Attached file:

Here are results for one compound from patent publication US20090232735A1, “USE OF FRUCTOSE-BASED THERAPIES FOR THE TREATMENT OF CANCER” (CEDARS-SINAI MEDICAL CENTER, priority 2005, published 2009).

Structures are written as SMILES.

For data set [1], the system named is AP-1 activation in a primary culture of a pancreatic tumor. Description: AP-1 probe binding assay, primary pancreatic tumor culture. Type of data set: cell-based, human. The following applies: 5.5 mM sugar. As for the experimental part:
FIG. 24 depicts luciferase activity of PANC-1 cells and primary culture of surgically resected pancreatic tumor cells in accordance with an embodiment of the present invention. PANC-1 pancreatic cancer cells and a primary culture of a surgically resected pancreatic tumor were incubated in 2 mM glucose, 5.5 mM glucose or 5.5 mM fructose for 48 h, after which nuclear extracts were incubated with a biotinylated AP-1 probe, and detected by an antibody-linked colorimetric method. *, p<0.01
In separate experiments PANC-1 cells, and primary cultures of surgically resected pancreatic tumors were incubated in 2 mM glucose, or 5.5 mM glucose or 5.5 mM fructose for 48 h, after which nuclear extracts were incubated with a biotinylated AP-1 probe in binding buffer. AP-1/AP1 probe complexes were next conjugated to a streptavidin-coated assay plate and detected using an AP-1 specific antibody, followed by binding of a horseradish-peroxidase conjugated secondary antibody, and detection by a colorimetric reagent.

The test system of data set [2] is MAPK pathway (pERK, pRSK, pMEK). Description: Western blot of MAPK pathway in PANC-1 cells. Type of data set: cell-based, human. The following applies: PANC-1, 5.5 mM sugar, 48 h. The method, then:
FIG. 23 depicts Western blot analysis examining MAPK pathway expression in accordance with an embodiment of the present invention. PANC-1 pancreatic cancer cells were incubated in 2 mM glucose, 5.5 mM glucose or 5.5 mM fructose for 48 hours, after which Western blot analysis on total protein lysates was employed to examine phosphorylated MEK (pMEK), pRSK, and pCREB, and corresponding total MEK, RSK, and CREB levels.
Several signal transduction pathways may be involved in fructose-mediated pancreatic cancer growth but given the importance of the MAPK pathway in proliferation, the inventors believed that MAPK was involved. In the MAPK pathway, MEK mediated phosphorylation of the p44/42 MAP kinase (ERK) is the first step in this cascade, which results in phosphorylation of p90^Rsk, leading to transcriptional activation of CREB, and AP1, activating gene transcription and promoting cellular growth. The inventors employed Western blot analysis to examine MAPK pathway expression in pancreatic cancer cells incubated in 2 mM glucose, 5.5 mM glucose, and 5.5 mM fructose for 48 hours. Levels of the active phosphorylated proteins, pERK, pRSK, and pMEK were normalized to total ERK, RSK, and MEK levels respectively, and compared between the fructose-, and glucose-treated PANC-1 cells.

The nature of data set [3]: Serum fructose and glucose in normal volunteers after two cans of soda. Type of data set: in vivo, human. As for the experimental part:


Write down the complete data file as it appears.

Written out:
Here are results for one compound from patent publication US20090232735A1, “USE OF FRUCTOSE-BASED THERAPIES FOR THE TREATMENT OF CANCER” (CEDARS-SINAI MEDICAL CENTER, priority 2005, published 2009).

Structures are written as SMILES.

For data set [1], the system named is AP-1 activation in a primary culture of a pancreatic tumor. Description: AP-1 probe binding assay, primary pancreatic tumor culture. Type of data set: cell-based, human. The following applies: 5.5 mM sugar. As for the experimental part:
FIG. 24 depicts luciferase activity of PANC-1 cells and primary culture of surgically resected pancreatic tumor cells in accordance with an embodiment of the present invention. PANC-1 pancreatic cancer cells and a primary culture of a surgically resected pancreatic tumor were incubated in 2 mM glucose, 5.5 mM glucose or 5.5 mM fructose for 48 h, after which nuclear extracts were incubated with a biotinylated AP-1 probe, and detected by an antibody-linked colorimetric method. *, p<0.01
In separate experiments PANC-1 cells, and primary cultures of surgically resected pancreatic tumors were incubated in 2 mM glucose, or 5.5 mM glucose or 5.5 mM fructose for 48 h, after which nuclear extracts were incubated with a biotinylated AP-1 probe in binding buffer. AP-1/AP1 probe complexes were next conjugated to a streptavidin-coated assay plate and detected using an AP-1 specific antibody, followed by binding of a horseradish-peroxidase conjugated secondary antibody, and detection by a colorimetric reagent.

The test system of data set [2] is MAPK pathway (pERK, pRSK, pMEK). Description: Western blot of MAPK pathway in PANC-1 cells. Type of data set: cell-based, human. The following applies: PANC-1, 5.5 mM sugar, 48 h. The method, then:
FIG. 23 depicts Western blot analysis examining MAPK pathway expression in accordance with an embodiment of the present invention. PANC-1 pancreatic cancer cells were incubated in 2 mM glucose, 5.5 mM glucose or 5.5 mM fructose for 48 hours, after which Western blot analysis on total protein lysates was employed to examine phosphorylated MEK (pMEK), pRSK, and pCREB, and corresponding total MEK, RSK, and CREB levels.
Several signal transduction pathways may be involved in fructose-mediated pancreatic cancer growth but given the importance of the MAPK pathway in proliferation, the inventors believed that MAPK was involved. In the MAPK pathway, MEK mediated phosphorylation of the p44/42 MAP kinase (ERK) is the first step in this cascade, which results in phosphorylation of p90^Rsk, leading to transcriptional activation of CREB, and AP1, activating gene transcription and promoting cellular growth. The inventors employed Western blot analysis to examine MAPK pathway expression in pancreatic cancer cells incubated in 2 mM glucose, 5.5 mM glucose, and 5.5 mM fructose for 48 hours. Levels of the active phosphorylated proteins, pERK, pRSK, and pMEK were normalized to total ERK, RSK, and MEK levels respectively, and compared between the fructose-, and glucose-treated PANC-1 cells.

The nature of data set [3]: Serum fructose and glucose in normal volunteers after two cans of soda. Type of data set: in vivo, human. As for the experimental part: